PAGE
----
NVIDIA Sheds Light On Lack Of PhysX CPU Optimizations

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One point everyone agrees on is that NVIDIA has no obligation to AMD or Intel to optimize PhysX for CPUs and/or competing GPUs. It wouldn't surprise us if NV feels quite strongly on this point; the company has spent the last four years pushing for GPU-accelerated physics, software, and consumer applications. Whether you like the concept or not, NVIDIA was unquestionably out in front when it came to offering tools for GPU programming;  we can't blame them for feeling a bit like the Little Red Green Hen with her just-cooked loaf of bread.

I bought the company, I built the hype, and I wrote all the new code!

Unfortunately, NVIDIA is caught within a form of the Prisoner's Dilemma. The PD is a game theory model for describing how individuals acting in what they perceive to be their own best interest, can arrive at the worst outcome. In this case, NVIDIA wants to monetize PhysX/CUDA, and the best way to do that is to encourage developers to use them. The snag is that software developers have a very long history of only using languages and features that they know will be supported by as much hardware as is possible.

The best way to encourage people to buy NVIDIA GPUs is to ensure that the special effects are amazing and only available to NVIDIA customers. Optimizing PhysX to run on an x86 CPU potentially dilutes the attractiveness of an NVIDIA GPU, and increases the chance that customers will keep their existing cards or use a competitor's product. It could also have an impact on the company's nascent Tegra platform; NVIDIA has good reason not to optimize PhysX for Atom.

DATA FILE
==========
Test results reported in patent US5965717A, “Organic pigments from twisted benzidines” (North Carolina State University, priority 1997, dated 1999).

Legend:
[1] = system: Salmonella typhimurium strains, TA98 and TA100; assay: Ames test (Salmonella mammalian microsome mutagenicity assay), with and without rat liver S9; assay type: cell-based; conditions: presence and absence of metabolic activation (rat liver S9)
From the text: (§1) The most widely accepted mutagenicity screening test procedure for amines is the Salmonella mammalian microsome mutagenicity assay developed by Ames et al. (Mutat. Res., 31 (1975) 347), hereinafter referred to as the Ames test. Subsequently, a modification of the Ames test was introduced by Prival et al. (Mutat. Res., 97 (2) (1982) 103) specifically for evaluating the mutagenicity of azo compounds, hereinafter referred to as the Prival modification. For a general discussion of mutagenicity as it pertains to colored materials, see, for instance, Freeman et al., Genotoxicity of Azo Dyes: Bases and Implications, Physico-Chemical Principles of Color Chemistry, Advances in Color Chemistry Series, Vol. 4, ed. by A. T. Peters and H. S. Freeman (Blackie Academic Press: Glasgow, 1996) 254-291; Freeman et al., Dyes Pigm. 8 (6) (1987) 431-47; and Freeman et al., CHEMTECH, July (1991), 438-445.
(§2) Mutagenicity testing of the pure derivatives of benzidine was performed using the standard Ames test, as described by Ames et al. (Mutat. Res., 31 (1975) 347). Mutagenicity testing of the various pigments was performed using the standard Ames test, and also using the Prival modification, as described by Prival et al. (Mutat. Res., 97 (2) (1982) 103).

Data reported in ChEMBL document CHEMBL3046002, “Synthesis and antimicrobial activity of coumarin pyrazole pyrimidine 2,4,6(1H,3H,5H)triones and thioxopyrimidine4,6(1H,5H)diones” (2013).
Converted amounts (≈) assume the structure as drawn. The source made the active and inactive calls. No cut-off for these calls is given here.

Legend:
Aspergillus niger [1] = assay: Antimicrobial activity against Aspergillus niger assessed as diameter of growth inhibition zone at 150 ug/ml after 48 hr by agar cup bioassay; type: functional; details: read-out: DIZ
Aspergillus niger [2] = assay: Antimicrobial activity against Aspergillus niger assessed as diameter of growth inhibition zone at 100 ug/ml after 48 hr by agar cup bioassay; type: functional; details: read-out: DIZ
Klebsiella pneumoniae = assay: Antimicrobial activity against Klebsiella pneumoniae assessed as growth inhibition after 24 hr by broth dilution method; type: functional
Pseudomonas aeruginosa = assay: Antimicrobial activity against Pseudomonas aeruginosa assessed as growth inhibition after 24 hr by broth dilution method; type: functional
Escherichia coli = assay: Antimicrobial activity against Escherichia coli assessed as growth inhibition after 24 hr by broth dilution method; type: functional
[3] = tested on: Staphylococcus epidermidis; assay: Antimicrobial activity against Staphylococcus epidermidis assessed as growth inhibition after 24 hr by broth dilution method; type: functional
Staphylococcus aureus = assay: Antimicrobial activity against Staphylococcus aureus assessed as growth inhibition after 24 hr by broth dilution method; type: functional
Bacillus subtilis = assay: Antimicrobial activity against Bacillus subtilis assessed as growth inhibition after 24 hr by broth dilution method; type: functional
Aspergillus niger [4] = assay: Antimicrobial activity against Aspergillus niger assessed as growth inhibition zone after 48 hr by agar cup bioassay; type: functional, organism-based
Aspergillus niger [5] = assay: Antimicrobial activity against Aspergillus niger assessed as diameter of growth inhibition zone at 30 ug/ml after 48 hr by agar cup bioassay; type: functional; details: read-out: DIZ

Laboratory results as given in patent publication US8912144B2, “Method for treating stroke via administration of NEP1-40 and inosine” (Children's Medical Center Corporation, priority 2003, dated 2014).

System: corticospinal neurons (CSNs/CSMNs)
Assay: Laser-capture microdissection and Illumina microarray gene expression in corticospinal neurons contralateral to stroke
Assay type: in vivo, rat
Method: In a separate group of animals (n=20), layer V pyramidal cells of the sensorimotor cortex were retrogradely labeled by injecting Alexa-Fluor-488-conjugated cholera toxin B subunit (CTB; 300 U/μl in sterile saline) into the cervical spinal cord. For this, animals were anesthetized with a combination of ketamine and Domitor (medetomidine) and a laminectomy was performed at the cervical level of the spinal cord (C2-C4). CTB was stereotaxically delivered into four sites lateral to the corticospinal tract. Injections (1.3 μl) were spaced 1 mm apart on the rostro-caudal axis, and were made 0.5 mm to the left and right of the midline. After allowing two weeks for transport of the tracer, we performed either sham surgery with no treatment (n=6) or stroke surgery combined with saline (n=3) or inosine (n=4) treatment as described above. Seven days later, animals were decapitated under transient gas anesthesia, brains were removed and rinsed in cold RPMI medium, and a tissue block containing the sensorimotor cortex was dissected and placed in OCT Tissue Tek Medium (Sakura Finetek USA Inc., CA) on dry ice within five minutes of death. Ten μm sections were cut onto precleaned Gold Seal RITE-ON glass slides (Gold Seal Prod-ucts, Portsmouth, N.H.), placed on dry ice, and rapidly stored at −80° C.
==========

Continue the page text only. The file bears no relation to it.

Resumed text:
Except it's not that simple. We've already said that developers tend to support standards that a wide range of hardware can utilize, which means it is in NVIDIA's best interest to optimize PhysX for all sorts of hardware. The more platforms that run PhysX well, the more developers will use it. The better PhysX runs on the CPU...the smaller the chance that developers will go to extra effort to utilize the hardware-accelerated flavor, and the fewer consumers will opt to buy a GPU for whiz-bang special effects.

NVIDIA's claims about improvements notwithstanding, benchmarks and Kanter's investigation have confirmed that the vast majority of games that use hardware PhysX today aren't optimized for CPU execution and drop to a stuttering crawl when tasked to do so. Whose fault that is, NVIDIA's or the developer's, is still an open question. The larger meaning is that NVIDIA may soon have to choose between establishing CUDA and PhysX as a ruling standard or attempting to use them as a selling point for GPUs. Thus far, the company has tried to do both simultaneously, but we're wondering if they can do so for much longer. 

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